Sullivan receives '99 ND award
By HELENA RAYAM
Last night in the College of Business Administration's Jordan Auditorium, Reverend Leon Sullivan, recipient of the esteemed Notre Dame Award, announced, "I'm preaching now — like a black Baptist preacher."
Immediately Sullivan received applause and several chuckles. The subject of Sullivan's "sermon" included the need for businesses to conduct fair corporate practices and recognize the injustice that keeps many Americans from obtaining training for jobs.
"I am sounding an alarm to America," said Sullivan, "to restore training and jobs and assistance ... or there will be a troubled land."
Sullivan's active role in advocating job training is one of the reasons for which he was given the 1999 Notre Dame Award. The award is given to leaders in the world who practice good deeds because of their faith in God. Sullivan is a civil rights leader and the founder of Opportunities Industrialization Centers (OIC), which has become an international employment training program.
"Leon Sullivan's struggle against racial prejudice and economic injustice has been lifelong, exemplary and inspiring," said University President Father Edward Malloy in a Notre Dame press release.
Sullivan began his civic leadership in Philadelphia during the 1950s where he organized several boycotts against businesses that denied jobs to African-Americans. He continued to speak against discrimination and focused on the treatment of "the common man" by various companies. Motivated by the desire to change unethical business practices in 1977's apartheid system in South Africa, Sullivan wrote the Sullivan Principles. These were an early attempt to provide guidelines for corporate conduct, but were not readily accepted internationally.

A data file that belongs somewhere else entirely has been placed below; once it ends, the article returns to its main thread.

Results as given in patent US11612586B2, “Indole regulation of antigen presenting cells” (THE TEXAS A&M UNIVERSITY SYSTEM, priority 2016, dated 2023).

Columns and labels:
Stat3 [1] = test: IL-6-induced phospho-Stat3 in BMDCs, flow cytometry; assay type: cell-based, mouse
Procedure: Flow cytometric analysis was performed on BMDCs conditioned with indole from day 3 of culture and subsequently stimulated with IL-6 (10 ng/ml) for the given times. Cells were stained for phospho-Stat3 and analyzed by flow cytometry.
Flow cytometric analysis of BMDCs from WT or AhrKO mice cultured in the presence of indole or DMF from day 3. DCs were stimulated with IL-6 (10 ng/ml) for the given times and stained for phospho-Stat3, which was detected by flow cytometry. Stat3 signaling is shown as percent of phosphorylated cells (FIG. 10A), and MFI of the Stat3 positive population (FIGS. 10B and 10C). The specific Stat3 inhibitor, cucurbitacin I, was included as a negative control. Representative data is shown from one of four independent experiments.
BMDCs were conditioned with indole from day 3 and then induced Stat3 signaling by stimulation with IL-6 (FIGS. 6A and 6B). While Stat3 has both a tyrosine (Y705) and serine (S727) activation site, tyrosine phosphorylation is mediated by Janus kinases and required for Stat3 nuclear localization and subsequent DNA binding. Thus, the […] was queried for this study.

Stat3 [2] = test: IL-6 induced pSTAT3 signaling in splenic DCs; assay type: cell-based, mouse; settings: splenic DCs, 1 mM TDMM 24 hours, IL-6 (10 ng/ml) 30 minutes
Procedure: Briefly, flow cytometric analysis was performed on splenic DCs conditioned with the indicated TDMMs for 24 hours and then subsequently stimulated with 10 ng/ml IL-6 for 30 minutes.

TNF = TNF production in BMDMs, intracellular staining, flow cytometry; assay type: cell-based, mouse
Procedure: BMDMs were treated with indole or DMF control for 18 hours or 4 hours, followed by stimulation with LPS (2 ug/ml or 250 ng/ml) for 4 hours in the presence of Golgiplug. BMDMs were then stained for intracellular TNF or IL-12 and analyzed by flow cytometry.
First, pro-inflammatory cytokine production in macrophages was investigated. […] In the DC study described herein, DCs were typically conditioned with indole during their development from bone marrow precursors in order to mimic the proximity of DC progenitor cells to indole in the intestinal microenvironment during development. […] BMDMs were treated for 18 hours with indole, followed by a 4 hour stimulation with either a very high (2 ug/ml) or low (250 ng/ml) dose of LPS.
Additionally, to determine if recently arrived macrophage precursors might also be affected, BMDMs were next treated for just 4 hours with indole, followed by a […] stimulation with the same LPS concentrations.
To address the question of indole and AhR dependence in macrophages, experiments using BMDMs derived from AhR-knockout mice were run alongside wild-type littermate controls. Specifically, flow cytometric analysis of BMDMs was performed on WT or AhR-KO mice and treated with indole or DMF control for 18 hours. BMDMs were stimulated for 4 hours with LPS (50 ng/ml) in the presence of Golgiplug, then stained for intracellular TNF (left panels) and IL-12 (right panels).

Despite the lack of popularity with the Sullivan Principles, Sullivan has held fast to his belief that changes are necessary in the corporate world. Most recently, Sullivan finished the "Global Sullivan Principles for Corporate Responsibilities," which were announced at the headquarters of the United Nations in New York.
"Oh, it's not rosy in America," said Sullivan. "There is much that needs to be done."
Sullivan encouraged the audience to challenge unfair business practices and to fight for the disadvantaged workers, saying that problems will not disappear as people sit passively and ignore them.
"My faith is an active faith," he said. "Those of us who believe in God must match our prayer with action."
Sullivan warned that conditions for the poor could worsen in America if no steps are taken to reduce them. He referred to statistics of rising unemployment rates among African-Americans and Hispanics.
"All is not well," Sullivan stated repeatedly.
Sullivan made clear that he didn't think America's government system was the cause of all conflicts among people and business. He said that people are refusing to acknowledge any problems. Through Biblical examples and anecdotes about people who overcame obstacles, Sullivan encouraged the audience to become leaders.
"The best in us can be realized," said Sullivan.
Past recipients of the Notre Dame Award include Mother Teresa of Calcutta, Jimmy Carter and his wife, Rosalynn.
All News Stories for Thursday, November 4, 1999